I suspect that 'Heaven' and 'Nirvana' is simply seeing reality as it truly is - that is, seeing human relationships and the physical world without the imposition of our clinging and, or cloying attachments and rapacious egos. This is why both Traditions are always referring to the fact that 'Enlightenment' / 'Heaven' is here already, right in front of our eyes - but seen from this ego / attachment free, point of view. The fruits of transformation are  freedom from attachment and the demands of our rapacious egos. This is the true peace.

Various forms of: prayer, ritual, icons, contemplation, meditation, pilgrimage are all useful transformative tools...... but it is helpful to remember that these tools are only useful if they are worked out in a context of community and combined with other acts of free will. This is because the deliberate acts of free will that facilitate transformation: love, compassion, mercy, forgiveness, reconciliation, peace, insight and wisdom require people ........ and Morality.

Morality is an interesting word. Much is made with great intensity by westerners regarding meditation and contemplative prayer, often forgetting that only two of the eight fold paths of Buddhism talk about meditation. The other six talk about basic morality. Contemplative prayer and meditation in the Christian tradition is weighted in a similar manner. The path is essentially one where morality and spiritual practise are inextricably interwoven. Morality is the grist to the mill of meditation. Contemporary sentiments may see 'Morality' as being rigid and rather pejoratively 'Old Testament' ....... but the fact is that just as Spiritual Practise requires discipline so does its context......  which is leading a moral life of goodness and love..... and this Shipmates is something this old Toad of a Blogger regularly needs to practise.

Monday, July 3, 2017

_______________________ DIESEL ENGINE BLUES ______________________

I once heard a mechanical (as in engines) tale, or is that a myth (of course in the sense that myths do not contain a lie rather they contain a fundamental truth(s) - [But the fundamental truth(s) contained in myths, is Shipmates another story indeed.]

Where was I - ah yes. I once heard a tale that mechanical things cooperate together in a rather supportive way that enables the whole mechanical outfit to continue running. The truth is: mess, change, alter, bugger up one component and you precipitate a domino effect.

I have precipitated a domino effect. The long story, short, is that the effect of removing the engine and dealing to its fundamental problems has had 'down stream' implications. Apart from the work that has been done on the corpus of the engine I am now installing new: engine rubber mounts, engine bearers, propeller shaft, fuel tank connections, exhaust water lock box, exhaust piping, exhaust sea cock and exhaust manifold. I have also had to remove and realign the propeller strut and deal to a range of other small items and adjustments.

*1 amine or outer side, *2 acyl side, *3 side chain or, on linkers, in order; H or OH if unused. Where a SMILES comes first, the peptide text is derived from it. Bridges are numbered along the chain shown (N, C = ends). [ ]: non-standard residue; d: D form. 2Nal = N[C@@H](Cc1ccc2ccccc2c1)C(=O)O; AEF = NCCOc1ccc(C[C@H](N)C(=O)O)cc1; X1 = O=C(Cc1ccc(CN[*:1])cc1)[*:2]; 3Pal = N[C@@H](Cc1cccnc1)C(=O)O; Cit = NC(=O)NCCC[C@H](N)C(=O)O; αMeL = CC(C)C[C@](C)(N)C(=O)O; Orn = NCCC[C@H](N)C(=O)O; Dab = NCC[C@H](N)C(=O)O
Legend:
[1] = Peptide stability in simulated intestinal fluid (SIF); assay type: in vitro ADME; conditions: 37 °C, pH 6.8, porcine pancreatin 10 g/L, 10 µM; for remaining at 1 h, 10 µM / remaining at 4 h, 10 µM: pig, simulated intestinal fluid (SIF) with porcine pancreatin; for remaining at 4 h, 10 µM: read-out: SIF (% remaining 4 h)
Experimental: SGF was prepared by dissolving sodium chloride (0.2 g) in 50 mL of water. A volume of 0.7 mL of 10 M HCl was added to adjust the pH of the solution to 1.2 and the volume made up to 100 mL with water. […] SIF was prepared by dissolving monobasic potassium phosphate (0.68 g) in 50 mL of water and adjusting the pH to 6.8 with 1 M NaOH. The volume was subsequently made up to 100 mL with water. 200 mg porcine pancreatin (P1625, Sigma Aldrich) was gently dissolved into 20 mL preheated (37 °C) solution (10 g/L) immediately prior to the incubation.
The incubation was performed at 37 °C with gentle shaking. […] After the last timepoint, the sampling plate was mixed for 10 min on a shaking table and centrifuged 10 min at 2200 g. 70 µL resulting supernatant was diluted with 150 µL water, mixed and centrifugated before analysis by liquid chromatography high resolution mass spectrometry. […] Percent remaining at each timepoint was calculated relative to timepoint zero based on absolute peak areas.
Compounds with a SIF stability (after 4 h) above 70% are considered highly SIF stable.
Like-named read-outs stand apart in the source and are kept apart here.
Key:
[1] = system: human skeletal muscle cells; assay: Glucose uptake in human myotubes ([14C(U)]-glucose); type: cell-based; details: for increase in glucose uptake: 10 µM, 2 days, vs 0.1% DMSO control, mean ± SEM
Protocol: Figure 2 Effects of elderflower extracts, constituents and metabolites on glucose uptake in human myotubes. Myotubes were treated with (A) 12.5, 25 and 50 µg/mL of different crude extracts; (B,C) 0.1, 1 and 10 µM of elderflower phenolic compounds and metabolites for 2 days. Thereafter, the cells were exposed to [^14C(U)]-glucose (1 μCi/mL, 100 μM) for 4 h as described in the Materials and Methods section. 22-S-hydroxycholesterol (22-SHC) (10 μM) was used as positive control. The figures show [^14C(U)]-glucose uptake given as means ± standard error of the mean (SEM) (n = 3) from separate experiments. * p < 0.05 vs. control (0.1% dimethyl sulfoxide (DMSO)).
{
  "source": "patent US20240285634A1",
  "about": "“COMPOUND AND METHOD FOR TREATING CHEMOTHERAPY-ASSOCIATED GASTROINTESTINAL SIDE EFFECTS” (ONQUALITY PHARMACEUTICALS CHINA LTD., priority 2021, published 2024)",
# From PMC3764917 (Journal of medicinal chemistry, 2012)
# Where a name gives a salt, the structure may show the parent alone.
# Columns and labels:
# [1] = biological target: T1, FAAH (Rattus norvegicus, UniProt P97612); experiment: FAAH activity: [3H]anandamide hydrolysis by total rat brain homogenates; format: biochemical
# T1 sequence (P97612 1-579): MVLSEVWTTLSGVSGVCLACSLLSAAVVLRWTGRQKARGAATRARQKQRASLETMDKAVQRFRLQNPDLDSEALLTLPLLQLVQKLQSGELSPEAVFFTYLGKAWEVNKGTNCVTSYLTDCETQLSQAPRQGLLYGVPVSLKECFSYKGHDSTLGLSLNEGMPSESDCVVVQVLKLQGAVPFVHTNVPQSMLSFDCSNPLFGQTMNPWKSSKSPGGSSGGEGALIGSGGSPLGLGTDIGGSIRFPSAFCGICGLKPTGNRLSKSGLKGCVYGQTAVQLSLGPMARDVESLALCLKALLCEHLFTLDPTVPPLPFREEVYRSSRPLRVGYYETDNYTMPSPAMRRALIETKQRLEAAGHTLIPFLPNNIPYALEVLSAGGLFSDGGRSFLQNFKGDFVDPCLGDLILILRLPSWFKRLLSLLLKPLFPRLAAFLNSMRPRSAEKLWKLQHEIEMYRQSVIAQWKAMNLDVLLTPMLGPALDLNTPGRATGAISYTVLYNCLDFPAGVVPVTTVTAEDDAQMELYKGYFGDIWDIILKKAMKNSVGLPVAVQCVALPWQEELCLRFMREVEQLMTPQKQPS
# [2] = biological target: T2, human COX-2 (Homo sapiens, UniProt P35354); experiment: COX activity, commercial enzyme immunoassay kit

My feelings about this situation are a bit paradoxical. I am happy that the whole carboodle is being dealt to in a way that should give me at least another 10 years good service but alarmed that among other retail outrages new flexible 50mm ID Lloyds rated exhaust hose costs $100 per metre - yikes! (and a bucket load of other expletive deleteds).

One difficult job is going to be removing the somewhat 'stuffed' bronze exhaust sea cock at the stern of Mariner. I will have to cut a large hole in the stern sheets of the cockpit and install a largish hatch to facilitate its removal (swinging room for pipe wrenches). How the hell I ever got the bloody thing installed 40 years ago has disappeared from my long term memory.

One little ray of sunshine has been my ability to get right inside the port cockpit locker when dismantling the exhaust system. It's only because I have lost a bit of weight that I was able to clamber inside and deal to all of that.

The piece de resistance to this little tableau shipmates has been the weather. Basically it's been simply pissing with rain, which despite my efforts with a makeshift cover has found its watery way into the bilge. Bugger.

But. No matter shipmates. I have been here before and risen again like the mythical phoenix - and remember, despite contemporary definitions -  myths contain truth(s).

Tuesday, June 27, 2017